The results showed that Moringa oleifera have anti-microbial activity against all microorganisms tested when compared with antibiotics used in this study. The mean diameter of the inhibition zone ranged from 9 to 17 mm at 3 mg/mL for bacteria and 6 to 13 mm at 2 mg/mL for fungi. The MIC values ranged from 0.15 to 1 mg/mL for bacteria and 0.5 to 4 mg/mL for fungi except Candida albicans which had 8 mg/mL value. This study revealed that M. oleifera leaves possess potent antimicrobial activity.
Inflammation is a critical aspect of the immune system. It is the body’s first line of defense against disease, bacteria, and viruses as well as an immune response to damaged or infected tissue. Inflammation is a complex process that involves the release of certain chemicals which in turn leads to blood flow increase and induces fever.
It works like this: When you get a cut or a wound, your immune system sends white blood cells to the injured area to fight infection and repair the area. The increased number of white blood cells in that area creates swelling as they accumulate. This accumulation results in a color change, redness, and heat. The swelling also reduces movement and relieves pain by blocking nerve endings around that area. In short, your body intentionally causes inflammation to help you heal faster.
But sometimes that process can go awry due to many factors like diet, genetics, allergies, hormones, and more. Chronic inflammation can cause serious problems like autoimmune disorders and more — which leads to diseases ranging from heart disease and diabetes to Alzheimer’s disease (AD). It is believed that AD is caused by chronic inflammation in brain tissues.
Many studies show that Moringa has powerful anti-inflammatory properties because it contains a variety of anti-inflammatory compounds, including:
Quercetin: Quercetin is a flavonoid found in many plants and foods. It has been studied for its powerful antioxidant and anti-inflammatory effects.
Chlorogenic acid: Chlorogenic acid is one of the most abundant antioxidants in Moringa leaves. Numerous studies show that it can reduce inflammation and protect against chronic diseases in humans.
Caffeoylquinic acids (CQAs): These compounds are plant metabolites with strong antioxidant and anti-inflammatory properties, which may help prevent the growth of certain cancers (1).
Zeatin: Zeatin is one of several plant hormones called cytokinins. It has powerful antioxidant effects that can protect against oxidative damage, which promotes aging and disease (2Trusted Source).
Rutin: Rutin is a flavonol glycoside that occurs naturally in some plants, including Moringa. Like other flavonoids, rutin has potent anti-inflammatory properties (3Trusted Source).
The immune system is a complex and multifaceted system, continuously interacting with the environment. Many factors can influence the immune response. Modifying these factors, either by diet or other interventions, may be beneficial to the immune system.
In this issue of the journal, researchers show that Moringa oleifera Lam (Moringaceae), a plant commonly used in traditional medicine in Africa and Asia, has immunomodulatory effects.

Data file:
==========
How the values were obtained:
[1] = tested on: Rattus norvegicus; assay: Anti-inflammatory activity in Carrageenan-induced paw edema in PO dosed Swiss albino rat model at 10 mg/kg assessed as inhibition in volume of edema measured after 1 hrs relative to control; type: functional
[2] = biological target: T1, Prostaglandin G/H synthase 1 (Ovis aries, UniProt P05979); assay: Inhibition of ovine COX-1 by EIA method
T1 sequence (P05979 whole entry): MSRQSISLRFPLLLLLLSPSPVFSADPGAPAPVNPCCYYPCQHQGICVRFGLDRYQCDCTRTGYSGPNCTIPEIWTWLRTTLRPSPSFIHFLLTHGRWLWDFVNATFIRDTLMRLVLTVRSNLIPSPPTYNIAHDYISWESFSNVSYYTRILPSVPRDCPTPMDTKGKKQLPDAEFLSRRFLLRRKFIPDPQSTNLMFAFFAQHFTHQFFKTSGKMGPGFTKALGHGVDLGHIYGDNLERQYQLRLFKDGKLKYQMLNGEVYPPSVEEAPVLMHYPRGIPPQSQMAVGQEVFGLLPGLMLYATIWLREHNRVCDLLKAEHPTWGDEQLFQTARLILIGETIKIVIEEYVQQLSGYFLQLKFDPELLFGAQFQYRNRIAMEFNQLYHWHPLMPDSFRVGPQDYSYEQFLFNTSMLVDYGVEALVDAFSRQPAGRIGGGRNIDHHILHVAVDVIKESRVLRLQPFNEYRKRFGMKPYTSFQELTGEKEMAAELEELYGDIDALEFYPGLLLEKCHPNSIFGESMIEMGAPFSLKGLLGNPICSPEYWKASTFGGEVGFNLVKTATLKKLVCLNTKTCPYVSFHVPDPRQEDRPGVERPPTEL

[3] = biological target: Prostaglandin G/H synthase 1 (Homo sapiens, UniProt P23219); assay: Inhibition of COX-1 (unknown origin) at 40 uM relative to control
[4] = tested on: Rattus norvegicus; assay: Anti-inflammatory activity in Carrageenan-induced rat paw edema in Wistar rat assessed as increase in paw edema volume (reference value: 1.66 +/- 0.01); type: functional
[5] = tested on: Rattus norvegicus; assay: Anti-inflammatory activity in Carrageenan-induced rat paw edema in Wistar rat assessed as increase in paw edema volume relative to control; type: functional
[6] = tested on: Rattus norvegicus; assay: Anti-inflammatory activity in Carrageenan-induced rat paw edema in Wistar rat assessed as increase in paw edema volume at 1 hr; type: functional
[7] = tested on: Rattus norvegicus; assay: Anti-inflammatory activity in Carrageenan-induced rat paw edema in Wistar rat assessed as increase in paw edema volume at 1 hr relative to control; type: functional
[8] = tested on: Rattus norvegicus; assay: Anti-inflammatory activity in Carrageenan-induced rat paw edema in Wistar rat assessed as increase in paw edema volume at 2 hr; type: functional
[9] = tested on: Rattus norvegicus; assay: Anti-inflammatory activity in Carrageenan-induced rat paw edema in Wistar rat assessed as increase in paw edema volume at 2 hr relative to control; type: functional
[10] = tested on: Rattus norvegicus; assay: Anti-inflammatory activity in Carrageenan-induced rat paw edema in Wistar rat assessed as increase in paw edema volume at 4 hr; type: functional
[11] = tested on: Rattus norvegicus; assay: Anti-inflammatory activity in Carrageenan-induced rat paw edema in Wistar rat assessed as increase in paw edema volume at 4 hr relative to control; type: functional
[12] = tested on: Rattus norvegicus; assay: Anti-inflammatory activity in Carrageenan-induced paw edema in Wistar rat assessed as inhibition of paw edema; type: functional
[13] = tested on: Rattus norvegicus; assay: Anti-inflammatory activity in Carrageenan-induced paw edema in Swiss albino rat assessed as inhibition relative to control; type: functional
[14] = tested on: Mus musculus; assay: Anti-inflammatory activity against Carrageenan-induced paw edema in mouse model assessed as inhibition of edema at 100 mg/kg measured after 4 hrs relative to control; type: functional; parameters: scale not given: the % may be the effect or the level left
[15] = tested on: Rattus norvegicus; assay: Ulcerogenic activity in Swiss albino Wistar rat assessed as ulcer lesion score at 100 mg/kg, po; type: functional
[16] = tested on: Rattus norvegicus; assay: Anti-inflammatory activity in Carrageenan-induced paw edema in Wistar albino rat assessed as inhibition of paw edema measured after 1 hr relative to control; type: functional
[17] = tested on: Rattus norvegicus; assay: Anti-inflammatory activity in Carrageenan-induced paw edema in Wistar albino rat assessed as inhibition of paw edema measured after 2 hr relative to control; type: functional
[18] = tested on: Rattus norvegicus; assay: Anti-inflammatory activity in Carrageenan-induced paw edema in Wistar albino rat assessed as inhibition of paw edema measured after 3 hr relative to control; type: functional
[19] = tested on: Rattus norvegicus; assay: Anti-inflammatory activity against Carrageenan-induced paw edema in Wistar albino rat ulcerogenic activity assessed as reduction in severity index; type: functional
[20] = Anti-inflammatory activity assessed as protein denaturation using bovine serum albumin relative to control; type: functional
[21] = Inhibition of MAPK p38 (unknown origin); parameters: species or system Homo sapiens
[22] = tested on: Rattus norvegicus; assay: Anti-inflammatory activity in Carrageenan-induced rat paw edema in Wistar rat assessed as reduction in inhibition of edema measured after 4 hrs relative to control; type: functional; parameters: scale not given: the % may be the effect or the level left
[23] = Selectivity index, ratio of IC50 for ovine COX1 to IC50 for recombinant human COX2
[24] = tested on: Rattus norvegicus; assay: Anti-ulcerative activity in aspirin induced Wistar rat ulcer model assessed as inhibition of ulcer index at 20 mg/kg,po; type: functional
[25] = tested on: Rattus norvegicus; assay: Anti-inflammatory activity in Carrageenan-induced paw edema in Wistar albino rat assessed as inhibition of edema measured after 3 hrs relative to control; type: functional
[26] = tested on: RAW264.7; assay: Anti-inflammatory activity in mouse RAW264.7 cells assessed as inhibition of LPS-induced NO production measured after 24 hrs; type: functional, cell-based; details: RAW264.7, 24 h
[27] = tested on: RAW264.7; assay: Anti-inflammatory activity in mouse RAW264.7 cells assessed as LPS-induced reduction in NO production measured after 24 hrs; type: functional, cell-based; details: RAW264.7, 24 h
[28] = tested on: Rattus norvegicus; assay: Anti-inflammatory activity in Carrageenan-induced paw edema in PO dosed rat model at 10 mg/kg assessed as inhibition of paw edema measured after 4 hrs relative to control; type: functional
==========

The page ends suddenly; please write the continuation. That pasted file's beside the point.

The liver is a vital organ of the body and is responsible for many important and crucial functions. It helps to detoxify the blood and remove harmful substances from it, produces bile which aids in digestion and helps in metabolizing the food. Any damage to the liver can therefore lead to life-threatening conditions. This damage can be caused by viral infections such as hepatitis A,B and C or by consumption of toxic substances such as alcohol or drugs.
Many plants have been used since ancient times for treatment of liver disorders due to their hepatoprotective properties. Moringa oleifera is one such plant which has been widely used for treating liver diseases worldwide. A number of studies have established the beneficial effects of moringa on the liver. In one study, the leaves of Moringa oleifera were given to sheep along with their feed for 30 days. The results showed that there was an increase in total proteins and albumin levels in the serum of these animals which indicates that moringa leaves are able to protect the liver from toxins.
Anti-oxidant Activity of Various Parts of Moringa Oleifera (Moringaceae) Plant
Moringa is an excellent source of Vitamin C. Vitamin C is a natural antioxidant and helps in the removal of free radicals from the body. Free radicals are those molecules responsible for aging, weakened immune system and degenerative diseases.
To prevent all these problems, it is essential to take a vitamin C supplement because our body cannot manufacture it on its own, it has to be supplied through our diet or supplements. Moringa contains 17 times more vitamin C than oranges and 25 times more than apples. It also contains vitamin E, which is also an antioxidant.
Economic Importance of Moringa Oleifera
There is increasing interest in the economic importance of Moringa oleifera, a highly valued plant that is native to the sub-Himalayan areas of India, Pakistan, Bangladesh and Afghanistan, and is widely cultivated in the tropics.
Foods: Moringa is cultivated for its young seed pods, leaves, flowers and roots. The mature seed can also be used as a food source. The immature green seed pod, called the drumstick, is commonly consumed in India. It has a light asparagus flavor. The flowers are edible when cooked, and are said to taste like mushrooms.
Medicine: The seeds, bark, and roots of moringa have been used for centuries in Ayurvedic medicine, the traditional medicine of India. Moringa seeds contain benzyl isothiocyanate (BITC), which has been shown to have anti-tumor properties. Moringa leaf extracts are also being investigated as treatments for high blood pressure, diabetes, and liver disease.
Industrial: Moringa seeds contain 30 to 40 percent oil that has many industrial uses including being a lubricant and base for perfumes and cosmetics. Fresh seeds can be used on their own or as bio-diesel fuel in engines.
Water purification: The seeds of moringa can purify water by removing turbidity and reducing chemical contaminants such as iron, aluminum, and manganese.